Faces of AWNY: Meet Mi-kaisha

Photo Credit: Courtesy of Mi-kaisha

Here at AWNY, we love being able to introduce some of the amazing women who are living and working in NYC. Meet Mi-kaisha—a proud First Nations woman who also happens to be one of the most talented up-and-coming Aussie musicians. Beyond her obvious talents, Mi-kaisha also brings her brand of authentic and genuine energy to every room she walks into. We were inspired to share her story after she brought down the house singing “Girl on Fire” at the recent AAA Gala dinner. From her hometown roots and what she misses about Oz to her favorite local spots in the city—let’s get to know, Mi-kaisha.

Where did you grow up in Australia, and what led you to make the big move to the US?
I was born in Sydney’s south, and I am a Sydney (and now Brooklyn) girl through and through. I am a Darumbal (Aboriginal) and Tongan woman with connections to Rockhampton and Eua. I first moved to NYC in the Fall of 2019 for an undergrad in Recorded Music (Minor in Native American and Indigenous Studies) at NYU’s Clive Davis Institute of Recorded Music.

As a lot of us know, the emotional toll of moving so far away from home can be challenging. What do you miss the most?
I definitely miss my family and my community the most. I am such a Sydney girl; it’s not funny. I miss the beaches and the quiet. As an Aboriginal woman, it’s also challenging being out of the community and having such a large part of my connection to culture taken away from me (I’m aware I did it to myself, lol, but still!)

Do you have any tips for managing homesickness while here in the city?
There’s nothing a good Kath & Kim or Heartbreak High episode won’t fix. I also go for walks in my local park, grab a coffee at an Aussie joint, or FaceTime with my friends and fam. The more I fall in love with the city, the less homesick I feel—so I am super intentional about connecting with people in the city and immersing myself in the creative scene here.

What has surprised you about living, studying, and making music in New York?
NYC has been so refreshing (challenging, too) for me as a musician and songwriter. It’s a cliché, but it’s true—the city can be incredibly creatively and professionally energizing. On the other hand, it can be emotionally and socially draining. What I’ve loved most about being in NYC is being surrounded by quirky, dorky, and focused creatives like myself. I feel a sense of boldness when I am here that I don’t often feel when in Australia. I also love when Aussies visit! Because I feel the comfort of home, with the craziness of the city. Literally feels like two worlds colliding.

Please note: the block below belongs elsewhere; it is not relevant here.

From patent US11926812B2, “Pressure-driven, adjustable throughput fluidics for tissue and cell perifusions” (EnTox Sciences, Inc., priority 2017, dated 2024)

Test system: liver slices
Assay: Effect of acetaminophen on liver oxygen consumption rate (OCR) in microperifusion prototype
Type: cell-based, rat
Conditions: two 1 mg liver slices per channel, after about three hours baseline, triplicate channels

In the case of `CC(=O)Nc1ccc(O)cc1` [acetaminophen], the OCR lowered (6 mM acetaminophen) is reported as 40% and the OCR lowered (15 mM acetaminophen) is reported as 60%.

How important has it been to connect with like-minded people in NYC & create new friendships and a network of support?

Even by living in the States for the short amount of time I have (a year, in cumulative total), my world has grown exponentially. The people I now get to call my community in NYC are such inspiring people who balance the hustle and calm in the city really well. I don’t know if I would have adjusted as well as I have if it weren’t for their example. I now have such wonderful connections all over the world thanks to my time here in the city. Being in NYC has made me realize that community is SO IMPORTANT. Your community are the people who you can turn to for advice, ask for a couch to crash on, get inspiration from, and share their wisdom.

Have you come across any major differences between American and Australian culture that have surprised you?
Yes! There are an obscene amount of Aussies in the city, and selfishly I LOVE IT! It’s so nice to be able to say, ‘I’m going to the toilet’ or ‘What do you reckon?’ without being met with a confused face. That being said, I think we’ve, as ex-pats, also created our own new kind of Aussie culture here that challenges the ways I used to think. I’d like to say I think BIGGER now.

Ok, since you’re becoming a bit of a local now, what are some of your fave haunts?
Most of the spots I love are my fave because they’re convenient, but they’re definitely faves nonetheless.

1. Butler–Dumbo
2. Fort Greene Park
3. Tacombi – Nolita

If you could give a shout-out to an inspiring Aussie woman doing awesome things in NYC, who would it be?
My amazing friend Billie just launched her Fine Jewelry collection, Billie Wilde, and I could not be more inspired and proud of the work she does! She’s a true creative at heart and also one of my fave people in the city.

What inspires you about fellow Aussie women who have made the big move to NYC to live, work, and chase their dreams?
I love hearing about the incredible business ventures and creative projects other Aussie gals are executing in the city. As most of us work in industries where women are pushed to the margins, it is so important to me to celebrate the wins all around that our community makes!

For our AWNY members who might want to stay in touch, how can they find you?
I’d love to connect with you all! You can reach me on Instagram @iammikaisha.
I’m also releasing my single ‘Seen’ on Nov 18th, which you can pre-save HERE.

To read more features in our Faces of AWNY Series, click below.

Author: Sarah McLellan Mee

Sarah is originally from Bundaberg, Australia and moved to NYC at 17 (over 22 years ago). Initially she worked as a dancer and singer on Broadway (42nd Street, Queen's We Will Rock You) and then toured around the world in a critically-acclaimed rock band. Transitioning from performance, she moved into the digital media world—mainly focused on clients in the travel and food space. Sarah has worked as an editor, agency social media strategist, VP of Marketing for a major restaurant group, and as branded content editor for Bon Appétit magazine and other publications at Condé Nast. Sarah lives in Greenpoint, Brooklyn with her husband Chaz and their one-year-old daughter, Alula.

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